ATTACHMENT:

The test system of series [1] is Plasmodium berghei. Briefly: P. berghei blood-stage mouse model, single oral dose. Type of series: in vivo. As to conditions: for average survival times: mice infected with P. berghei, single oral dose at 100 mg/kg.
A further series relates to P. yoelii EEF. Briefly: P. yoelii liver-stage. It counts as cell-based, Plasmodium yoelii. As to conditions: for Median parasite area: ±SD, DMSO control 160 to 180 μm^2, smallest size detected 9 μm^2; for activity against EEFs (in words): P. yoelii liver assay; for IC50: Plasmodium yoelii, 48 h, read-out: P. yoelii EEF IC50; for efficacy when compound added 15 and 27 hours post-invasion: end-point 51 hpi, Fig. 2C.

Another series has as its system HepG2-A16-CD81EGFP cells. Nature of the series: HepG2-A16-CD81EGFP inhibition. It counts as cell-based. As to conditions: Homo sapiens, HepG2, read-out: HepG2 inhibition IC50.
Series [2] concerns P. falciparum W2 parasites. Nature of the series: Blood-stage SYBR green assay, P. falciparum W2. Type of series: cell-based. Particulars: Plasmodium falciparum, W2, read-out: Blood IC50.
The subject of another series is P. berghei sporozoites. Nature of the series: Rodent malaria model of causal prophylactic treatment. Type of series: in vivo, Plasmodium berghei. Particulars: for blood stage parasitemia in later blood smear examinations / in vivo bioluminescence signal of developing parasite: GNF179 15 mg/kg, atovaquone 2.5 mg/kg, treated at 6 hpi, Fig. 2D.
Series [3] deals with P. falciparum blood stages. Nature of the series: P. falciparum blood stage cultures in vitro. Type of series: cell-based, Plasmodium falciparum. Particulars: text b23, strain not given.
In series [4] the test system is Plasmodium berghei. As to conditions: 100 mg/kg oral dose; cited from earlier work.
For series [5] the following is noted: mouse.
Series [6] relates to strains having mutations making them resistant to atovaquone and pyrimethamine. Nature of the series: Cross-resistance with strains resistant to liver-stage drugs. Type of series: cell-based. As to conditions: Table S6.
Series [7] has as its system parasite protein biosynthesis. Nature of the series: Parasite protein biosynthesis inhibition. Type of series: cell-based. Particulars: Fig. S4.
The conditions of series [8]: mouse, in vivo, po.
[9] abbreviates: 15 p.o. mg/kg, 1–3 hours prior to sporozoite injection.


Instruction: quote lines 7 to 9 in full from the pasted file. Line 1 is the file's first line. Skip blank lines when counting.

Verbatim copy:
In series [4] the test system is Plasmodium berghei. As to conditions: 100 mg/kg oral dose; cited from earlier work.
For series [5] the following is noted: mouse.
Series [6] relates to strains having mutations making them resistant to atovaquone and pyrimethamine. Nature of the series: Cross-resistance with strains resistant to liver-stage drugs. Type of series: cell-based. As to conditions: Table S6.